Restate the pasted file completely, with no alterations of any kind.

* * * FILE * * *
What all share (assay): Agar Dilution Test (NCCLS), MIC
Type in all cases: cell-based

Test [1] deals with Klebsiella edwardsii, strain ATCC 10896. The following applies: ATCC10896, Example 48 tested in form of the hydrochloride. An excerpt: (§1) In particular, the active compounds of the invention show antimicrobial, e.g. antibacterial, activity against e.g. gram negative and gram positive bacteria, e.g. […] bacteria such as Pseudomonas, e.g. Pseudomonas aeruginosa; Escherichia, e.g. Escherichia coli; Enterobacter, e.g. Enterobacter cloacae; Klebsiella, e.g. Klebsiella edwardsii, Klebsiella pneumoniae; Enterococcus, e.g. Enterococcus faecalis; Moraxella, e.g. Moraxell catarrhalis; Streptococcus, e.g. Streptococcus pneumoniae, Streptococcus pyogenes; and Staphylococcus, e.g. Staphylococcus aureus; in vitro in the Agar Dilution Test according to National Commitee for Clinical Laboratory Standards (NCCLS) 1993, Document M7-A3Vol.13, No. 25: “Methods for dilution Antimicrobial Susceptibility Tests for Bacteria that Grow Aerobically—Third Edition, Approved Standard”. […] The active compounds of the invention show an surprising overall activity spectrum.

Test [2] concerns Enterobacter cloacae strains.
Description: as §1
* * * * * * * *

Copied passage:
What all share (assay): Agar Dilution Test (NCCLS), MIC
Type in all cases: cell-based

Test [1] deals with Klebsiella edwardsii, strain ATCC 10896. The following applies: ATCC10896, Example 48 tested in form of the hydrochloride. An excerpt: (§1) In particular, the active compounds of the invention show antimicrobial, e.g. antibacterial, activity against e.g. gram negative and gram positive bacteria, e.g. […] bacteria such as Pseudomonas, e.g. Pseudomonas aeruginosa; Escherichia, e.g. Escherichia coli; Enterobacter, e.g. Enterobacter cloacae; Klebsiella, e.g. Klebsiella edwardsii, Klebsiella pneumoniae; Enterococcus, e.g. Enterococcus faecalis; Moraxella, e.g. Moraxell catarrhalis; Streptococcus, e.g. Streptococcus pneumoniae, Streptococcus pyogenes; and Staphylococcus, e.g. Staphylococcus aureus; in vitro in the Agar Dilution Test according to National Commitee for Clinical Laboratory Standards (NCCLS) 1993, Document M7-A3Vol.13, No. 25: “Methods for dilution Antimicrobial Susceptibility Tests for Bacteria that Grow Aerobically—Third Edition, Approved Standard”. […] The active compounds of the invention show an surprising overall activity spectrum.

Test [2] concerns Enterobacter cloacae strains.
Description: as §1